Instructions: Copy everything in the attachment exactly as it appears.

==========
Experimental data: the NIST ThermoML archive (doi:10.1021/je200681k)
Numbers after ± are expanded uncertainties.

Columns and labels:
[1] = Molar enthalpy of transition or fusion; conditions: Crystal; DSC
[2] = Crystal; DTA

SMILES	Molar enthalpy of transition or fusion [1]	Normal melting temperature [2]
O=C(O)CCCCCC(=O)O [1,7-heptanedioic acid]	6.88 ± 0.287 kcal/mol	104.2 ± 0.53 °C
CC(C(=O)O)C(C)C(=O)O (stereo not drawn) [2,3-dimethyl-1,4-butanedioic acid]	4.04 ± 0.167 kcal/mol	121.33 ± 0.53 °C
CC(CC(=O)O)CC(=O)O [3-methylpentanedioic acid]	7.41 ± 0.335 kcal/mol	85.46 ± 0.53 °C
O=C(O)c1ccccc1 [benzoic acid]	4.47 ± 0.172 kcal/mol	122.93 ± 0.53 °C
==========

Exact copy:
Experimental data: the NIST ThermoML archive (doi:10.1021/je200681k)
Numbers after ± are expanded uncertainties.

Columns and labels:
[1] = Molar enthalpy of transition or fusion; conditions: Crystal; DSC
[2] = Crystal; DTA

SMILES	Molar enthalpy of transition or fusion [1]	Normal melting temperature [2]
O=C(O)CCCCCC(=O)O [1,7-heptanedioic acid]	6.88 ± 0.287 kcal/mol	104.2 ± 0.53 °C
CC(C(=O)O)C(C)C(=O)O (stereo not drawn) [2,3-dimethyl-1,4-butanedioic acid]	4.04 ± 0.167 kcal/mol	121.33 ± 0.53 °C
CC(CC(=O)O)CC(=O)O [3-methylpentanedioic acid]	7.41 ± 0.335 kcal/mol	85.46 ± 0.53 °C
O=C(O)c1ccccc1 [benzoic acid]	4.47 ± 0.172 kcal/mol	122.93 ± 0.53 °C